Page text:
Nicolas de Staël, Calais, 1954, oil on canvas, 18 x 24 inches

At the time I was introduced to the Russian-French painter Nicolas de Staël (1914-1955), I was deriving most of my creative inspiration from artists of the Italian and Northern Renaissance. I felt helplessly moved by their rich ochre palettes, the matte texture of tempera on wood panels (and later the creaminess of oil paint on canvas), the Italians’ quest for idealism, as well as the Northerners’ welcome embrace of emotion. My own fictional landscapes were born out of my desire for an Arcadian environment—a hyper-poignant, quiet world devoid of technology and infrastructure that breathed the same beauty and ideals as Renaissance art. I was caught off-guard when de Staël’s mostly abstract painting stirred in me the same emotions as, say, Mary’s teardrops in Rogier van der Weyden’s Deposition (1435) or Bruegel’s miniature, yet expansive, microcosms.

Calais from 1954 is an oil on canvas, and it exemplifies Nicolas de Staël’s later landscapes. It is abbreviated, using simple shapes sparingly to depict the seascape. Its cool-toned color palette is refined and muted. It brilliantly hovers between abstraction and representation and it conveys the restrained, quiet melancholy that I find irresistible. De Staël was born in St. Petersburg, Russia in 1914 and became a French citizen in 1948. Different from his contemporaries, he preferred the art of earlier generations of French masters—Corot and Courbet—and even older influences, such as the Dutch creator of fictional landscapes, Hercules Segers (1598-1638). While Abstract Expressionism roared in the United States and corresponding abstract movements swelled in Europe, de Staël adamantly remained a (mostly) representational painter. Consequently, much of his work was disparaged for not conforming to the artistic trends of his day. As an artist who has always resonated more with art of the past than of today, I feel a poignant admiration for de Staël in his unwavering drive to make art that went against the tide of his time.

Calais is heavily reduced, consisting of three main rectangles of color to represent the sky, the sea, and the land. The washes of oil paint are thin, revealing the artist’s hand through his wispy brushstrokes. Atop the green-gray foreground are three nondescript white shapes, partially enclosing light blue patches of color. Their precise identity is left ambiguous, inviting wonder. Whether they represent rocks, sea glass, umbrellas, puddles, figures, or something else, they create an aesthetic balance to the composition. Beyond them, a black barge—or is it an island? a mountain?—interrupts the calm of the sea. At the horizon line, a tender, atmospheric green line vibrates softly. Breaking the natural world down into its basic forms, the painting as a whole evokes a quiet hum. De Staël’s textures, palette, and shapes imply at once isolation, quietness, and an undeniable sadness. Perhaps I carry with it the knowledge that less than one year after he painted Calais, the artist jumped to his death from his studio window in Antibes, France. He was 41 years old and at the height of his career.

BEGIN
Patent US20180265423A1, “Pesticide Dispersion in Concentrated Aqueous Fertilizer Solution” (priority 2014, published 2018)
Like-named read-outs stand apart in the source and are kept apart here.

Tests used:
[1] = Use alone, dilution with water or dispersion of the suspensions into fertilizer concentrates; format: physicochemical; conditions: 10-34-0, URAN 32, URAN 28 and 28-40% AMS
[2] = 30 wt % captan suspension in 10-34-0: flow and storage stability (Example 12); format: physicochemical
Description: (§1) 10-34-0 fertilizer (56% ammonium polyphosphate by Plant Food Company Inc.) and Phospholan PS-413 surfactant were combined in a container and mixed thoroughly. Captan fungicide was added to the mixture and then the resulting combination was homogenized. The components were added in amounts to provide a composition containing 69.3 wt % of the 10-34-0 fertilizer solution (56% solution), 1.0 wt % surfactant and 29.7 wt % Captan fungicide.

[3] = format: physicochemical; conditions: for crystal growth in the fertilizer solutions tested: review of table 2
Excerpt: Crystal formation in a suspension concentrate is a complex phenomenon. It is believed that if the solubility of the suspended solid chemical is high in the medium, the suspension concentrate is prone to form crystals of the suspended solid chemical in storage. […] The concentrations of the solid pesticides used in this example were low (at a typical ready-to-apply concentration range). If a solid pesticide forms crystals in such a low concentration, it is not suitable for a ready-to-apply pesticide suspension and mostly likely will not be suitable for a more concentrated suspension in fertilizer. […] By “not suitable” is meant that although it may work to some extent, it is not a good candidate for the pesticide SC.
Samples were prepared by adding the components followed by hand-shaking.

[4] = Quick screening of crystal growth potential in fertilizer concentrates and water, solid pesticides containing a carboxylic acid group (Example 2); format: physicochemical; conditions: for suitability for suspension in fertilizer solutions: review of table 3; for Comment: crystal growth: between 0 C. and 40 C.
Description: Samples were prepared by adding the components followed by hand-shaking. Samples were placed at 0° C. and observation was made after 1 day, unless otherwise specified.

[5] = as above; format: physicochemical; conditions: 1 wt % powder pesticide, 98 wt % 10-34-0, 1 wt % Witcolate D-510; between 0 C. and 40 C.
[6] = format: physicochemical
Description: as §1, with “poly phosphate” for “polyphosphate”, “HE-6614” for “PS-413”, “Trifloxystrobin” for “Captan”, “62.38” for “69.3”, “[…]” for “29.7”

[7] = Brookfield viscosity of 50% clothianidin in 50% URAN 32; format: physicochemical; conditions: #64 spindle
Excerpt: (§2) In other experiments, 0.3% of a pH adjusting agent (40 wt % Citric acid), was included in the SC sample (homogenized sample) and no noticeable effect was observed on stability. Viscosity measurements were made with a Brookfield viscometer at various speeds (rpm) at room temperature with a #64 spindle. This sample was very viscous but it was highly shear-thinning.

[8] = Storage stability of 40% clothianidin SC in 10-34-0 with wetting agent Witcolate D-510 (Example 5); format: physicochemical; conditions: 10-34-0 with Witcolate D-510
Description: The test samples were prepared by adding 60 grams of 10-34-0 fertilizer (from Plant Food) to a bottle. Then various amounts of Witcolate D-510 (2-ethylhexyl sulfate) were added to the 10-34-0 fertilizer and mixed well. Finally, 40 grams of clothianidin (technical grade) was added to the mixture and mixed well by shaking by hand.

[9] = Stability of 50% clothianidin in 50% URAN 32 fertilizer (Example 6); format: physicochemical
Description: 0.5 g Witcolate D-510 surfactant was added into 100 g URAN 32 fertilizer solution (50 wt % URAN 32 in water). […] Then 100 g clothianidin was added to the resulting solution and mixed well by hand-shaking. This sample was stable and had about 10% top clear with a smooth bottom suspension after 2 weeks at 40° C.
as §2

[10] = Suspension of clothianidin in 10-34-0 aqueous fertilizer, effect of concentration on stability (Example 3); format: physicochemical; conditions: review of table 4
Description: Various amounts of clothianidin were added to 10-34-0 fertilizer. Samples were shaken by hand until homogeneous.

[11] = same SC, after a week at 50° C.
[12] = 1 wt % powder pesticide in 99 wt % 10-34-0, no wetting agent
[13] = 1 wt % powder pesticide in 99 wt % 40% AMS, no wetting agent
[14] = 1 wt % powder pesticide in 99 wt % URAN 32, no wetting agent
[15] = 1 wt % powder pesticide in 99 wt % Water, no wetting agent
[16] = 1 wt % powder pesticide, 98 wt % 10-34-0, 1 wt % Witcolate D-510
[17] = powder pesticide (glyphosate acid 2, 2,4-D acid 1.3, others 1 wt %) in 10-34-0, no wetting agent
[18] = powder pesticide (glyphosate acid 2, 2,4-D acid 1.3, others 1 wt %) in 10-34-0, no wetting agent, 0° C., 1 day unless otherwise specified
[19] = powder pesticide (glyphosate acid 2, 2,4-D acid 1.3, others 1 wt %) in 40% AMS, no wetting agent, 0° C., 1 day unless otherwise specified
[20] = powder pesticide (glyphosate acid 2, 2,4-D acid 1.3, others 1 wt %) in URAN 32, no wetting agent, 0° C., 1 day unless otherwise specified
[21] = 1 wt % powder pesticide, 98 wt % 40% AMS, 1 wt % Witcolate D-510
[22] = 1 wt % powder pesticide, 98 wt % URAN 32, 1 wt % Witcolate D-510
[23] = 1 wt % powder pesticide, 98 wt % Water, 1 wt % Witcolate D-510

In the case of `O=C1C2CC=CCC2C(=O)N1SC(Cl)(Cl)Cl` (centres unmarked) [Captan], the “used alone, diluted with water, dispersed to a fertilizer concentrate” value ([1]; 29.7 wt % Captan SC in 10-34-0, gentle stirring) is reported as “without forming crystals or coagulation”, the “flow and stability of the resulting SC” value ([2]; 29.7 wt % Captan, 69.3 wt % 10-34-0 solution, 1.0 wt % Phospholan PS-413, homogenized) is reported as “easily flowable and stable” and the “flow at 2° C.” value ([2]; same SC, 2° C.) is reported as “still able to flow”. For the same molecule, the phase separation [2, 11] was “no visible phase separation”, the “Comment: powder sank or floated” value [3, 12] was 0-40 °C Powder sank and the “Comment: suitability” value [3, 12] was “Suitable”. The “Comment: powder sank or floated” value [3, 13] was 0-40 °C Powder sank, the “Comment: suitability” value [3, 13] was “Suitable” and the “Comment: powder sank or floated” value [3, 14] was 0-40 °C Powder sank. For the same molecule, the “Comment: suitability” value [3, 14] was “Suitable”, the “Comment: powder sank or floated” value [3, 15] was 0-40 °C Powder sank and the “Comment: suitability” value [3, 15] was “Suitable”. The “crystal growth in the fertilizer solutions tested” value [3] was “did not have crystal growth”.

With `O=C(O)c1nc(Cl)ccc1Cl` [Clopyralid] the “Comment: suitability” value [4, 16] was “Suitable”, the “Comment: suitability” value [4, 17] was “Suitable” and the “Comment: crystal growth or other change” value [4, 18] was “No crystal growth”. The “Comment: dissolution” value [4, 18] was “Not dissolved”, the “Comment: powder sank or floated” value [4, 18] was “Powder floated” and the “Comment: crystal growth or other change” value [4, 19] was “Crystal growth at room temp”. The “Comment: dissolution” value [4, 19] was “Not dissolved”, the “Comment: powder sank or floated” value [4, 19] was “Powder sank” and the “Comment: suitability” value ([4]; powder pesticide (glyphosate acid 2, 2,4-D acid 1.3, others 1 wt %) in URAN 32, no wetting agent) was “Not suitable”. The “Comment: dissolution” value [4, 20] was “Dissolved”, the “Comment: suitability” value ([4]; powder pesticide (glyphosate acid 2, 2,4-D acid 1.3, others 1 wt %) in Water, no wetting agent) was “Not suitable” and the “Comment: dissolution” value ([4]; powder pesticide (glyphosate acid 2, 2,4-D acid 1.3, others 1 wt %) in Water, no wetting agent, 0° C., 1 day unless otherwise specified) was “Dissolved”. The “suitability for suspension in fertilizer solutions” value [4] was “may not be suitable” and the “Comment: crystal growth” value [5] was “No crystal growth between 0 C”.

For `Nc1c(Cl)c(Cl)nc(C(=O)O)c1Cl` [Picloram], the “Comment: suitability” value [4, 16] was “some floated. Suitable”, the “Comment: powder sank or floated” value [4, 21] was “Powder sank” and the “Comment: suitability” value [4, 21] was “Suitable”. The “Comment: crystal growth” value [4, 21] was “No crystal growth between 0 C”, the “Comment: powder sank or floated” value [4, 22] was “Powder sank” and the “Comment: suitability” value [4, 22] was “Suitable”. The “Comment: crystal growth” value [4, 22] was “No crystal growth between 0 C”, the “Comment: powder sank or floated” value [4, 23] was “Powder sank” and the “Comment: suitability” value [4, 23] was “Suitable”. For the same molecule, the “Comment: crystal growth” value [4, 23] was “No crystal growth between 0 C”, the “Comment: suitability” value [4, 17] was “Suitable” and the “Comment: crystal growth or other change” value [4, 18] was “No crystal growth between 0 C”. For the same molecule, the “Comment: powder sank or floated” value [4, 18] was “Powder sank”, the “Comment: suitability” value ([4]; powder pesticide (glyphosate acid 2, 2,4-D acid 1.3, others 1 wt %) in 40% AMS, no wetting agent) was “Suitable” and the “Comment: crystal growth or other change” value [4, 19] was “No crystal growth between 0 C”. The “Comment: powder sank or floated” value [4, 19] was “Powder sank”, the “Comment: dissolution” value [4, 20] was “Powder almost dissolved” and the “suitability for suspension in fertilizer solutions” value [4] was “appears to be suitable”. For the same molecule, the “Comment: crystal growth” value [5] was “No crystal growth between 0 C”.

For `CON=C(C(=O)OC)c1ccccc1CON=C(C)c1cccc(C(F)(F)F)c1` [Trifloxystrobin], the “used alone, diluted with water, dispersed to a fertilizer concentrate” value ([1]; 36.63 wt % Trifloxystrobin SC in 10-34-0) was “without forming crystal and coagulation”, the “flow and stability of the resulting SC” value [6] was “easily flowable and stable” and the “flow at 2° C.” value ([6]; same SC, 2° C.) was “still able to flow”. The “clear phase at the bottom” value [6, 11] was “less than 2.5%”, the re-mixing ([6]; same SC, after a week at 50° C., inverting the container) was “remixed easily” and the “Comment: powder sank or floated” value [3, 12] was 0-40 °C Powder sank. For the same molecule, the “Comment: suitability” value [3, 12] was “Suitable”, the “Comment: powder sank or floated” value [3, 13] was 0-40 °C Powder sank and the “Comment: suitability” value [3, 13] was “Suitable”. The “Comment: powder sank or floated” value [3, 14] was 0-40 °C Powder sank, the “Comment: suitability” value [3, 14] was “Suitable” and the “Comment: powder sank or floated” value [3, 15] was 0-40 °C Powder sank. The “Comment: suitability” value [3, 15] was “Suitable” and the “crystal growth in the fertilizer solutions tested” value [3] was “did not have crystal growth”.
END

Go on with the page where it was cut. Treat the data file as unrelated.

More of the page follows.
I am affected in the same way by the restraint in de Staël’s late landscape as I am by the naturalism and detail in centuries-old paintings. I envy the artist’s ability to produce empathy, an ambition that 15th-century Northern painters sought. But whereas the Nords expressed specific figures and situations, de Staël’s intentional lack of specificity allows me to infuse my own emotions into his landscape. More than representing a view of the Mediterranean, Calais is about feeling. It makes me feel homesick, reminding me of Maine and the house I grew up in on the coast. It makes me think of my grandmother who died in March. It makes me think of history, and it makes me think of my future.

Lilian Day Thorpe, Orange Sun, 2018, Photomontage,12 x 12 inches

Lilian Day Thorpe is a photomontage artist from the coast of Maine, now living in Brooklyn, New York. She graduated from Pratt Institute with a B.F.A. in Photography and an M.S. in the History of Art and Design and, in 2015, she was a Surface Magazine Avant Guardian winner. Her artwork is represented by Green Lion Gallery in Bath, Maine, and Courthouse Gallery Fine Art in Ellsworth, Maine. She is Assistant Director at Nancy Margolis Gallery in New York City.